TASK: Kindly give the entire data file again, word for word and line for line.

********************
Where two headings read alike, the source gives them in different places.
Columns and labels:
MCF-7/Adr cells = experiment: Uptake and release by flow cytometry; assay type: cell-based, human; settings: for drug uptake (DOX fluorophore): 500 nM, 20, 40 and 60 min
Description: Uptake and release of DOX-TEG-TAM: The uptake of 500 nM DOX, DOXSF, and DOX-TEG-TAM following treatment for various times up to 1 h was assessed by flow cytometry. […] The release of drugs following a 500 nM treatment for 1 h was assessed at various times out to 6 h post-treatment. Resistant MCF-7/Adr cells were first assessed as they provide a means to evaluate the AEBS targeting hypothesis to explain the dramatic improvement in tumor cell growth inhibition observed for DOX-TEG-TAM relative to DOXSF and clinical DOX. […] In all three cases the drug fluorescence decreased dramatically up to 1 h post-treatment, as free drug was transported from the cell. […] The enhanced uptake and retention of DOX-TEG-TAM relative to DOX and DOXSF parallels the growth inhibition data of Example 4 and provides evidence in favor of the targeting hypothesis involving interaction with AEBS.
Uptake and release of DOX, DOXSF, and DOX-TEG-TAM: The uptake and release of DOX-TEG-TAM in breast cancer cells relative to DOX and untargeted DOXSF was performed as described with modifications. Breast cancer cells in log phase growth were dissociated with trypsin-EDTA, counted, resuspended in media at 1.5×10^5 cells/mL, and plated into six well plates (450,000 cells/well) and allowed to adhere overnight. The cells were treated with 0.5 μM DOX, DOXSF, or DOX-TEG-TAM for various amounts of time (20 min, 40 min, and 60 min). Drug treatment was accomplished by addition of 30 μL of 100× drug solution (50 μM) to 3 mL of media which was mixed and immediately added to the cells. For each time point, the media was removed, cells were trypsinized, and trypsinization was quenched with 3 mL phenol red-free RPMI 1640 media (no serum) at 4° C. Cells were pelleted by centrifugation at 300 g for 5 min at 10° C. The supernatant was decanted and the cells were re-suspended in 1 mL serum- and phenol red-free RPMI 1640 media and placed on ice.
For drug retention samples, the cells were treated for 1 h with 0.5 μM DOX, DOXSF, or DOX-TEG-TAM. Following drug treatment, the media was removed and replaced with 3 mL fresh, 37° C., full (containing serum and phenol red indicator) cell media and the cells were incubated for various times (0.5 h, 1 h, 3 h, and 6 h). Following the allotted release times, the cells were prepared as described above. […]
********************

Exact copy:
Where two headings read alike, the source gives them in different places.
Columns and labels:
MCF-7/Adr cells = experiment: Uptake and release by flow cytometry; assay type: cell-based, human; settings: for drug uptake (DOX fluorophore): 500 nM, 20, 40 and 60 min
Description: Uptake and release of DOX-TEG-TAM: The uptake of 500 nM DOX, DOXSF, and DOX-TEG-TAM following treatment for various times up to 1 h was assessed by flow cytometry. […] The release of drugs following a 500 nM treatment for 1 h was assessed at various times out to 6 h post-treatment. Resistant MCF-7/Adr cells were first assessed as they provide a means to evaluate the AEBS targeting hypothesis to explain the dramatic improvement in tumor cell growth inhibition observed for DOX-TEG-TAM relative to DOXSF and clinical DOX. […] In all three cases the drug fluorescence decreased dramatically up to 1 h post-treatment, as free drug was transported from the cell. […] The enhanced uptake and retention of DOX-TEG-TAM relative to DOX and DOXSF parallels the growth inhibition data of Example 4 and provides evidence in favor of the targeting hypothesis involving interaction with AEBS.
Uptake and release of DOX, DOXSF, and DOX-TEG-TAM: The uptake and release of DOX-TEG-TAM in breast cancer cells relative to DOX and untargeted DOXSF was performed as described with modifications. Breast cancer cells in log phase growth were dissociated with trypsin-EDTA, counted, resuspended in media at 1.5×10^5 cells/mL, and plated into six well plates (450,000 cells/well) and allowed to adhere overnight. The cells were treated with 0.5 μM DOX, DOXSF, or DOX-TEG-TAM for various amounts of time (20 min, 40 min, and 60 min). Drug treatment was accomplished by addition of 30 μL of 100× drug solution (50 μM) to 3 mL of media which was mixed and immediately added to the cells. For each time point, the media was removed, cells were trypsinized, and trypsinization was quenched with 3 mL phenol red-free RPMI 1640 media (no serum) at 4° C. Cells were pelleted by centrifugation at 300 g for 5 min at 10° C. The supernatant was decanted and the cells were re-suspended in 1 mL serum- and phenol red-free RPMI 1640 media and placed on ice.
For drug retention samples, the cells were treated for 1 h with 0.5 μM DOX, DOXSF, or DOX-TEG-TAM. Following drug treatment, the media was removed and replaced with 3 mL fresh, 37° C., full (containing serum and phenol red indicator) cell media and the cells were incubated for various times (0.5 h, 1 h, 3 h, and 6 h). Following the allotted release times, the cells were prepared as described above. […]